Frank Jobe batted third at Cooperstown last summer, in the annual awards ceremony on the Saturday before the induction ceremony.
Paul Hagen led off, a distinguished baseball writer from Philadelphia. Shirley Cheek followed, the widow of the late Tom Cheek, a beloved broadcaster for the Toronto Blue Jays.
The names of Paul Hagen and Tom Cheek would be forever displayed within the Hall of Fame.
Jobe’s award did not come with a permanent place inside the Hall of Fame — an error that ought to be rectified forthwith — but the good doctor nonetheless was delighted with his moment in the Cooperstown sun.
Jobe rose to his feet, slowly. His most famous patient, Tommy John, assisted him as he shuffled to the microphone.
And then a man who single-handedly changed the course of baseball started his speech by recalling how, back in 1965, he and partner Robert Kerlan decided to describe their work as “sports medicine.”
One of his senior orthopedic colleagues thought that was a bit much.
“ ‘Hey, young fella’ — I was a young fella then — ‘tell me the difference between a fracture in a lawyer and a fracture in an athlete,’” Jobe said. “Well, I was very embarrassed. I didn’t have a very good answer for him.”
On Friday, one day after Jobe died at 88, people in baseball were more than happy to answer for him.
“He’s touched more wins, more saves, more at-bats maybe, than anybody in baseball history,” Dodgers broadcaster, former pitcher and Jobe patient Orel Hershiser said. “He’s extended the joy of every baseball fan, because he allowed great players — and just any big leaguer — to get back on the field.”
The procedure invented by Jobe and now known as Tommy John surgery is common today, almost routine enough to diminish Jobe’s legacy among a new generation of fans. So think of it this way: Jobe deleted the words “career-ending” from the phrase “career-ending elbow injury.”
Angels pitcher C.J. Wilson had his surgery in the minor leagues. He might never have made the majors without Jobe.
“I was thinking about the billions of dollars in salary, and all the wins and saves from guys who were Tommy John survivors,” Wilson said. “It’s the single most important medical procedure in the history of baseball.”
Sandy Koufax retired at 30, after a second consecutive Cy Young award, when all of his pitching brilliance could no longer mask his searing elbow pain. The way Hershiser tells it, Jobe apologized to Koufax for not devising the landmark elbow surgery soon enough to save his career.
By 2004, when a promising high school pitcher named Nick Adenhart blew out his elbow, the Angels still signed him for $710,000, confident that Tommy John surgery would simply delay his arrival in the majors. He made his debut at 21.
To this day, shoulder exercises for major league pitchers are called “Jobe exercises.”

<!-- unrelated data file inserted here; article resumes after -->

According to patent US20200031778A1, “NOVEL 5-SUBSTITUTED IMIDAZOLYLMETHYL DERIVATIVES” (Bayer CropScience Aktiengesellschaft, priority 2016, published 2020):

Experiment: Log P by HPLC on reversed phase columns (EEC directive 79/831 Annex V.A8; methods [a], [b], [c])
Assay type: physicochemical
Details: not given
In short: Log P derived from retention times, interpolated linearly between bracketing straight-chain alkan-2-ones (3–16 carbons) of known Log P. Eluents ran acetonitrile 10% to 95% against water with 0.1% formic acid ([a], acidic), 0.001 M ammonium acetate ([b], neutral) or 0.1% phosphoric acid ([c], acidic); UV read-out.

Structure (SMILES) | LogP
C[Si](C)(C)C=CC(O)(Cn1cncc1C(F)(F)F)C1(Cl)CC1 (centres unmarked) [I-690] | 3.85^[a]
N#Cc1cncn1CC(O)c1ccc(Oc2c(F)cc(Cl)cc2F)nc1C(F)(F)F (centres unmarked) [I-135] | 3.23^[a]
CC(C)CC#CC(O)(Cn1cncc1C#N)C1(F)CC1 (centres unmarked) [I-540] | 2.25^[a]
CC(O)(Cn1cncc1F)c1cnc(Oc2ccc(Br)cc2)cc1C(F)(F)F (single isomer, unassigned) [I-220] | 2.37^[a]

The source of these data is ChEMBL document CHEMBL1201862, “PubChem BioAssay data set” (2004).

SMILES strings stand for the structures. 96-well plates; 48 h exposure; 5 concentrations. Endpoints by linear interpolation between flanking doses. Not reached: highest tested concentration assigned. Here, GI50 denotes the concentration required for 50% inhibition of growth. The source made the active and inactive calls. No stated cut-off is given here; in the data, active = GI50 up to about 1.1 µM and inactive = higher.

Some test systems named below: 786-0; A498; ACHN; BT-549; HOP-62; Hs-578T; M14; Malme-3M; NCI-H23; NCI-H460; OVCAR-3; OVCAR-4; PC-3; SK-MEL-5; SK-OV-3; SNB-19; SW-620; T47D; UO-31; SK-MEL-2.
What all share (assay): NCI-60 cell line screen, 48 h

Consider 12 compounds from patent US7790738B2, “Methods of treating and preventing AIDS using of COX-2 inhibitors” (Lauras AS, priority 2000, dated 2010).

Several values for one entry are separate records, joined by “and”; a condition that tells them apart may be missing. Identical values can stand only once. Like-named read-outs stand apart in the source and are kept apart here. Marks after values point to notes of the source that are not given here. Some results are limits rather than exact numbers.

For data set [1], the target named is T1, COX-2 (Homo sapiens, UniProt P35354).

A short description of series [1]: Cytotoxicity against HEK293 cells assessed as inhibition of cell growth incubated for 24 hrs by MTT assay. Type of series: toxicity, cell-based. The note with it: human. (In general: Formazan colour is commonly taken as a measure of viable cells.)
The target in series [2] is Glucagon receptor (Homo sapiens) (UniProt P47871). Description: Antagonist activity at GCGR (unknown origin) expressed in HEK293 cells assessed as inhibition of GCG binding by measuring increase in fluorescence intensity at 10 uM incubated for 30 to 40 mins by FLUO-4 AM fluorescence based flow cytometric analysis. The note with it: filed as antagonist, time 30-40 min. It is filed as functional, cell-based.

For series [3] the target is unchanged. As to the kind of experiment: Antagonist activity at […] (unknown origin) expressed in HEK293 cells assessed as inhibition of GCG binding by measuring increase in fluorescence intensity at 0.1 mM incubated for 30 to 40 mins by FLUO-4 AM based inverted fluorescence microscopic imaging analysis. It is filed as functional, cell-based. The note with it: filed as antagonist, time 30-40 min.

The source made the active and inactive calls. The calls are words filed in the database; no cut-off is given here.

Said Wilson: “His name will be synonymous with baseball until the robots take over.”
Stan Conte, the Dodgers’ vice president of medical services, said the best word for Jobe might be “pioneer.” Then he came up with something better.
“In baseball,” Conte said, “he is the godfather of sports medicine.”
In his speech at Cooperstown last summer, Jobe deflected the credit for the success of Tommy John surgery to John himself.
“We did a little bit of surgery for him,” Jobe said, “but the man himself did all the hard work. His unique intelligence enabled us to develop a rehab program that has stood the test of time. Tommy returned to pitch 13 more years, without missing a single start. He won 164 more games.
“Now that is sports medicine.”
John followed Jobe to the microphone and dismissed that humility as nonsense.
“I think Jackie Robinson, Marvin Miller and Frank Jobe have done things to change the face of baseball,” John said.
Robinson is in the Hall of Fame, of course. Miller, the godfather of sports unions, is not. His shameful exclusion is a story for another day, but at least he has been considered by several committees.
Hall of Fame eligibility is extended to players, managers, umpires and executives. Miller is classified as an executive. And Jobe?
“He doesn’t have a category,” Hall of Fame spokesman Brad Horn said Friday.
Horn said the Hall of Fame is planning a display on baseball and medicine, in which Jobe will play a prominent role.
“The contributions of Dr. Jobe will live on in the museum for many years to come,” Horn said.
That is nice, but it is long past time for the Hall’s board of directors to revise the eligibility criteria for election. Since the Hall of Fame has not limited its membership to players, the only standard for eligibility ought to be historical impact.
“Broadcasters get in. Why wouldn’t you put the surgeons in?” Wilson said. “The pitcher’s elbow is like Humpty Dumpty, and he figured out how to put it back together again.”
If Jobe could figure out how to rebuild an elbow, the least the Hall of Fame could do is figure out how to put his likeness on a plaque.
Times staff writers Kevin Baxter in Phoenix and Mike DiGiovanna in Tempe, Ariz., contributed to this report.